HomeMy Nurse Influencers52 Nurse Profiles with Maria Smilios#2 of 52 nurse profiles: Mary Breckinridge

#2 of 52 nurse profiles: Mary Breckinridge

Author(s): Robin Cogan, MEd, RN, NCSN, and Maria Smilios

In celebration of 2020 The Year of the Nurse and Midwife, author Maria Smilios is dedicating a weekly column about nurses whose stories must be shared.  I am thankful that Maria has invited The Relentless School Nurse to share this important initiative with our readers!

This is week #2 of the 52 week series in this year long study of nurses and midwives. Mary Breckinridge is this week’s featured nurse.

Night had fallen.

The young woman secured the newborn in the leather saddle bag and began to navigate her horse deeper into the woods of Eastern Kentucky’s Appalachian Mountains. On a good night, the terrain was unstable, wet, rocky, with brambles and narrow winding passages, but tonight, there was a light rain, making it slippery and marshy, in places treacherous. She was undeterred and determined to reach her destination, Hyden Hospital, before the rain grew heavier and the baby’s breathing grew worse.

As she moved through the woods, keeping the horse’s gait measured, she had nothing but time and her thoughts. The road to this moment had been long. It was one her parents didn’t imagine for their daughter. But, from a young age, Mary Carson Breckinridge was her own person: charismatic, iron-willed, and eager to carve out a life on her terms.

Born in 1881 in Memphis, TN to a politically influential family with a history of statesmen, members of Congress, ambassadors, and her grandfather, John Breckinridge, a U.S. vice-president, Mary enjoyed a privileged upbringing. Her father was the U.S. ambassador to Czar Nicholas II of Russia, enabling him to give her a sophisticated education that included private tutors, finishing school, travel, and attendance at historic political affairs—in the Spring of 1896, he took the family to the Coronation  of the Czar, a trip that altered the course of Mary’s life.

In the Kremlin’s Dormition Cathedral, 15 year-old Mary watched as Nicholas crowned himself with the Great Imperial Crown of Russia, a magnificent piece of handiwork adorned with 4,936 diamonds that glistened in the grand cathedral like tiny pinpoints of starlight. But, unlike the tens of thousands who turned out to celebrate, young Mary wasn’t impressed.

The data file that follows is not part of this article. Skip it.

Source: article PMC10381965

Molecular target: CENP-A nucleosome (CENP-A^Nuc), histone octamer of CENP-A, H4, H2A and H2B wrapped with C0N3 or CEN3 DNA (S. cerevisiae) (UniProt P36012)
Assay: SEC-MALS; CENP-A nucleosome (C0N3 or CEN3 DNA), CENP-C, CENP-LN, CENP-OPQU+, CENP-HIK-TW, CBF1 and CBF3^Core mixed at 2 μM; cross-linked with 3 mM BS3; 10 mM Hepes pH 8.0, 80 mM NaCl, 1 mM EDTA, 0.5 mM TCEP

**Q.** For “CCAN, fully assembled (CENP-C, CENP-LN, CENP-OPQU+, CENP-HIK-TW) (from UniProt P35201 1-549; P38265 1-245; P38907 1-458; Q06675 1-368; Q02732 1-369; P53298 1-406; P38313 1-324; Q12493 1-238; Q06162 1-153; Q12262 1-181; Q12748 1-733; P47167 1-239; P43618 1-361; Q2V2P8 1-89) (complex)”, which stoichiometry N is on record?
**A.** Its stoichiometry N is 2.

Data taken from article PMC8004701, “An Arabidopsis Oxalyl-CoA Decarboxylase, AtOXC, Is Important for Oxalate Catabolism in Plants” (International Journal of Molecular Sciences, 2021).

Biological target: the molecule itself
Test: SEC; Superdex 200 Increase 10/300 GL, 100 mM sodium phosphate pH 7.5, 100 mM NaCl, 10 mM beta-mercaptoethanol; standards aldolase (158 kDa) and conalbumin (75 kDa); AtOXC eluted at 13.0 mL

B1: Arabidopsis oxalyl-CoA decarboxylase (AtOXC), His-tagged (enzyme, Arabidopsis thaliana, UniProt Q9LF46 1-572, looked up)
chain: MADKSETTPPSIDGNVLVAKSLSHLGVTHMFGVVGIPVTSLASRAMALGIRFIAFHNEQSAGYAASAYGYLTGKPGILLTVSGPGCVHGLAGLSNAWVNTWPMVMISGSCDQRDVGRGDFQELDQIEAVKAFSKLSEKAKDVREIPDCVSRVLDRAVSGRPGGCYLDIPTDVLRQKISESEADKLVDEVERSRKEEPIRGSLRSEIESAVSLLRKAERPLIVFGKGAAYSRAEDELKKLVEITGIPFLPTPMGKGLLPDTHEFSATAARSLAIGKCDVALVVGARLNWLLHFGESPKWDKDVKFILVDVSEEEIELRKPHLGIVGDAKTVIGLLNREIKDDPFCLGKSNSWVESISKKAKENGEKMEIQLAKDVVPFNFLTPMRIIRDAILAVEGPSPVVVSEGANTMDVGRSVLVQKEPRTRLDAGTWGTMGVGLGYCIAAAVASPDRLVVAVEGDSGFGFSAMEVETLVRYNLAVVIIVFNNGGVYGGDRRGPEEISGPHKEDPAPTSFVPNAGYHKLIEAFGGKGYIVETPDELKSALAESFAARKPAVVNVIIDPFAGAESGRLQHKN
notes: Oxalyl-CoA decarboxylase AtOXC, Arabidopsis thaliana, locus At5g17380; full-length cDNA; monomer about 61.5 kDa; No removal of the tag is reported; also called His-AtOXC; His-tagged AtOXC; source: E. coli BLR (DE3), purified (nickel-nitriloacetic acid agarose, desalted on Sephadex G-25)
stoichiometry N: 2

Instead, something else had captivated her: the foundling asylum she had visited the previous day with her mother. There, she saw rows and rows of cribs full of rescued babies, some came from the streets of Moscow and others were left at the asylum door. She held them, stroking their pale faces, glimpsing in them the bitterness and blight of poverty and shame. Deep inside she felt a maternal ache to keep them safe. The feeling never left her.

As the years passed, her ambitions grew, and she longed to forge her own pathway and establish herself like the men in her family, but the turn of the 20th century wanted little to do with women and their dreams: Women became wives then mothers. Mary would be no exception.

*All photos by Marvin Breckinridge

To read the entire profile on Mary, please go here, and stay tuned for next week’s profile on Salaria Kea: From Harlem to the Spanish Civil War. To read past profiles, please visit our My Nurse Influencer page.

 

Robin Cogan, MEd, RN, NCSN is a Nationally Certified School Nurse (NCSN), currently in her 19th year as a New Jersey school nurse in the Camden City School District. She serves on several national boards including The American Foundation for Firearm Injury Reduction in Medicine (AFFIRM), a gun violence prevention research non-profit organization and the National Board of Certification for School Nurses (NBCSN). Robin is the Legislative Chair for the New Jersey State School Nurses Association (NJSSNA). She is proud to be a Johnson & Johnson School Health Leadership Fellow and past Program Mentor.

She has been recognized in her home state of New Jersey and nationally for her community-based initiative called “The Community Café: A Conversation That Matters.” Robin is the honored recipient of multiple awards for her work in school nursing and population health. These awards include 2019 National Association of School Nurses (NASN) President’s Award; 2018 NCSN School Nurse of the Year; 2017 Johnson & Johnson School Nurse of the Year; and the New Jersey Department of Health 2017 Population Health Hero Award. Robin serves as faculty in the School Nurse Certificate Program at Rutgers University-Camden School of Nursing, where she teaches the next generation of school nurses. She was presented the 2018 Rutgers University – Camden Chancellor’s Teaching Excellence Award for Part-time Faculty.

Robin writes a weekly blog called The Relentless School Nurse. You can also follow her on Twitter at @RobinCogan.

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